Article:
You’ve probably noticed Mark Halperin’s claim that the level of pro-Obama bias in the election coverage this year was so bad it was “disgusting.” I’ll leave it to others to analyze what “disgusting” means when deployed by someone who takes his journalistic cues from Matt Drudge. But whatever Halperin says, the financial crisis has taken so much of the oxygen from post-mortem discussions of the campaign that a few commentators do seem to be putting together a conventional wisdom that the political press this past year was wildly pro-Obama.
It’s amazing how quickly political amnesia takes effect. Going into this year, there was probably no national politician more liked or more favorably covered in the nation than John McCain. Remember, the DC press corps was McCain’s “base.” For virtually the entire election cycle, national political reporters continued to grade McCain on a curve. There are numerous examples.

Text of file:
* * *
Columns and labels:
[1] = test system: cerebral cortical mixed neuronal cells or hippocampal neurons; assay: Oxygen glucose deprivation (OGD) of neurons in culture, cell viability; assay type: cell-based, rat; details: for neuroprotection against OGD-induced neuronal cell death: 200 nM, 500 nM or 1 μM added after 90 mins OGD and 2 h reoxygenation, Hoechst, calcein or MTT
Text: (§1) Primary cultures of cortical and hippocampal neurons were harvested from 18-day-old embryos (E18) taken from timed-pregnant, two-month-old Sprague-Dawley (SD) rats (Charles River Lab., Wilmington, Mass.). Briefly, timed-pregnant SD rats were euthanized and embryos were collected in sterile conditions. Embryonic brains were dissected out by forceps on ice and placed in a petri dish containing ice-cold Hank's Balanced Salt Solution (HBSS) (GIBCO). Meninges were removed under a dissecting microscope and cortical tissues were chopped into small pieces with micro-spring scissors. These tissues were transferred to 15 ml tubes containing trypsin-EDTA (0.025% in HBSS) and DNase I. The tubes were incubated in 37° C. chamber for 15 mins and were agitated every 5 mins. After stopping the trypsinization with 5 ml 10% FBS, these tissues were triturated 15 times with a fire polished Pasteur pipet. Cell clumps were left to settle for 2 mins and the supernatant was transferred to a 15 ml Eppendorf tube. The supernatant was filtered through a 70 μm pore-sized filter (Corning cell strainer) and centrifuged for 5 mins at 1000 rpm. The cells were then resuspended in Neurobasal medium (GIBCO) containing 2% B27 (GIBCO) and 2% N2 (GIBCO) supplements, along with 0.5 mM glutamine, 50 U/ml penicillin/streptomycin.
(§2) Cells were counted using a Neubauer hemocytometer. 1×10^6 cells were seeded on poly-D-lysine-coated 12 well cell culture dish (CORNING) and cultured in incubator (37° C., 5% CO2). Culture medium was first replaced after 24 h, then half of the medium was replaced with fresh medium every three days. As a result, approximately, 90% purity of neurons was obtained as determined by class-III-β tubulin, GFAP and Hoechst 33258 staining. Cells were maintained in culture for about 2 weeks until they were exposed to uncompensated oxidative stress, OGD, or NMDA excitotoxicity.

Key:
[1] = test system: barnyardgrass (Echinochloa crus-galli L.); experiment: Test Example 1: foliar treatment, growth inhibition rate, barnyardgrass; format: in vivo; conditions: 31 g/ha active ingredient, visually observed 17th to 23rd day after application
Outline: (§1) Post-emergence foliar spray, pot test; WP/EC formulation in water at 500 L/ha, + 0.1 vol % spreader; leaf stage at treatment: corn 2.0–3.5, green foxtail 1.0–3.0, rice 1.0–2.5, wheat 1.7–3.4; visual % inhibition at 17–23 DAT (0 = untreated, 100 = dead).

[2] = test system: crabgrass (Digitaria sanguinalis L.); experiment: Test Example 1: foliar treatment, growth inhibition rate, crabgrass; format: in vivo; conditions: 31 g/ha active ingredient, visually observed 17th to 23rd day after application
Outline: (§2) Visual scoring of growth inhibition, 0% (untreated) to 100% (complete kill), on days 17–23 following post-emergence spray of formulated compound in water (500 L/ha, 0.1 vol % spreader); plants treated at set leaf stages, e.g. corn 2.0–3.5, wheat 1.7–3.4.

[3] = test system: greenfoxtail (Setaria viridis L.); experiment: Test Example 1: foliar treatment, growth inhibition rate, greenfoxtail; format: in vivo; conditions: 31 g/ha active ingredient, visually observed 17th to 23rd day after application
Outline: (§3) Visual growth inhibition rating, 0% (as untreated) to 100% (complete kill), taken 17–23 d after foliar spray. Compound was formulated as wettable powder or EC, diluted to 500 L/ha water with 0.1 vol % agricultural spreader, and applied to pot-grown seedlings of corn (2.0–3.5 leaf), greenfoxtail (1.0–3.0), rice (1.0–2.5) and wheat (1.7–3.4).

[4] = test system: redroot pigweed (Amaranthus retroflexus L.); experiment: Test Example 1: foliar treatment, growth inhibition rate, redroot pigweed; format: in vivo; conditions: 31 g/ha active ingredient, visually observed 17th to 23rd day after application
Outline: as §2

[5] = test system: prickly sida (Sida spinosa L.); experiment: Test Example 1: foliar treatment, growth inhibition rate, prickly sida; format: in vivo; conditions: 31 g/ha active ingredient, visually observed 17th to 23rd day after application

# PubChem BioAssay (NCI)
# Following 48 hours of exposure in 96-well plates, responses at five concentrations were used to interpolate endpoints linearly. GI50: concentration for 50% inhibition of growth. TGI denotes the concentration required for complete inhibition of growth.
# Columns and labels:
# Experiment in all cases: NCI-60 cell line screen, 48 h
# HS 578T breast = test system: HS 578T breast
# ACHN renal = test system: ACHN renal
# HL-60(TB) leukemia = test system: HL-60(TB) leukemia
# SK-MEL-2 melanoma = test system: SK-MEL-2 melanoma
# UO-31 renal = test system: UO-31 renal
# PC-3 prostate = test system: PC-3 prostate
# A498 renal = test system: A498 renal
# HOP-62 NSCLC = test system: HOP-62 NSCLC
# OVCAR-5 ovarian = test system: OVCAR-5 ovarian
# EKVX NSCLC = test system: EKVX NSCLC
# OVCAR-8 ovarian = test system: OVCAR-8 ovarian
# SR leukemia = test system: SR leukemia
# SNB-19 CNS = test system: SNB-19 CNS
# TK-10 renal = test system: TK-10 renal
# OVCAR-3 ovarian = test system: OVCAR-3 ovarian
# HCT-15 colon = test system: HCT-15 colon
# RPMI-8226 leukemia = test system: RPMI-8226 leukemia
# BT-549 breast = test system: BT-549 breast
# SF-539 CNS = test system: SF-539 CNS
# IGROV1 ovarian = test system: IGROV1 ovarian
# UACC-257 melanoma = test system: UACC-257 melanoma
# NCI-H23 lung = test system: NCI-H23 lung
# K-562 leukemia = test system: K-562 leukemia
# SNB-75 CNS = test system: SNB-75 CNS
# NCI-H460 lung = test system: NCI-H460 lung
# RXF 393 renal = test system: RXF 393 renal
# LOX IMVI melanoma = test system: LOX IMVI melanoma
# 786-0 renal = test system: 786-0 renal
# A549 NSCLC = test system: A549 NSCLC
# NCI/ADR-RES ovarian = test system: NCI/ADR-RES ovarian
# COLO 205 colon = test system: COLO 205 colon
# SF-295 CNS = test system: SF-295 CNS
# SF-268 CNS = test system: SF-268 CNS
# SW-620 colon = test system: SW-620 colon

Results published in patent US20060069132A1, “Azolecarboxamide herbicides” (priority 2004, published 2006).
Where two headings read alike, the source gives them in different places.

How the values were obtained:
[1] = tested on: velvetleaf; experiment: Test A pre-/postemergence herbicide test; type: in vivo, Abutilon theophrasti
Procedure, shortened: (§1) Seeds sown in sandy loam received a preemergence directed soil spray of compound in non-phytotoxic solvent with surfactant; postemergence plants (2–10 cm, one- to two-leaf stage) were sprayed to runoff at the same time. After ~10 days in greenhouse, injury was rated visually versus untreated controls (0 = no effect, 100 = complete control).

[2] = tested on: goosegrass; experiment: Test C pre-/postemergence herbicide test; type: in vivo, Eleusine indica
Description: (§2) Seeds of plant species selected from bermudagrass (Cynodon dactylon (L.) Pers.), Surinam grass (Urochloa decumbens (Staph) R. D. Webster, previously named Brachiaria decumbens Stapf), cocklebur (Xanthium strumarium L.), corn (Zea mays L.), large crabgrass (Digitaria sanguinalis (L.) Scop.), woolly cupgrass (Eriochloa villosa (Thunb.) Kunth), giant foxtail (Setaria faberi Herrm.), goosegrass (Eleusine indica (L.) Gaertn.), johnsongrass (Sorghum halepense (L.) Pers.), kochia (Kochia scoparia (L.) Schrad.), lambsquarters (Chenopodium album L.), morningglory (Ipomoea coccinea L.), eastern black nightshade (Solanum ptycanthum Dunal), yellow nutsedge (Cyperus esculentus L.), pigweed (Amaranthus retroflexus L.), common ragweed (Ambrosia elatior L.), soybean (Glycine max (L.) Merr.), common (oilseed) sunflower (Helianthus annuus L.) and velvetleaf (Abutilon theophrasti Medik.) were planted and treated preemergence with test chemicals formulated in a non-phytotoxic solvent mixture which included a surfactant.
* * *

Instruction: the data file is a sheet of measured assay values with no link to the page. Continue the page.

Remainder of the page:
Toward the end of the campaign, basically in September, McCain took a series of steps that began to crack his credibility and reputation. He and his campaign told a series of falsehoods that were so outside the bounds even by the normal standards of political lying and took a number of steps that where so erratic and reckless (Palin, campaign suspension, etc.) that the nature of his coverage finally began to change.
McCain did that. Halperin should stop complaining, put some limits on pandering to the curdled resentment of the right.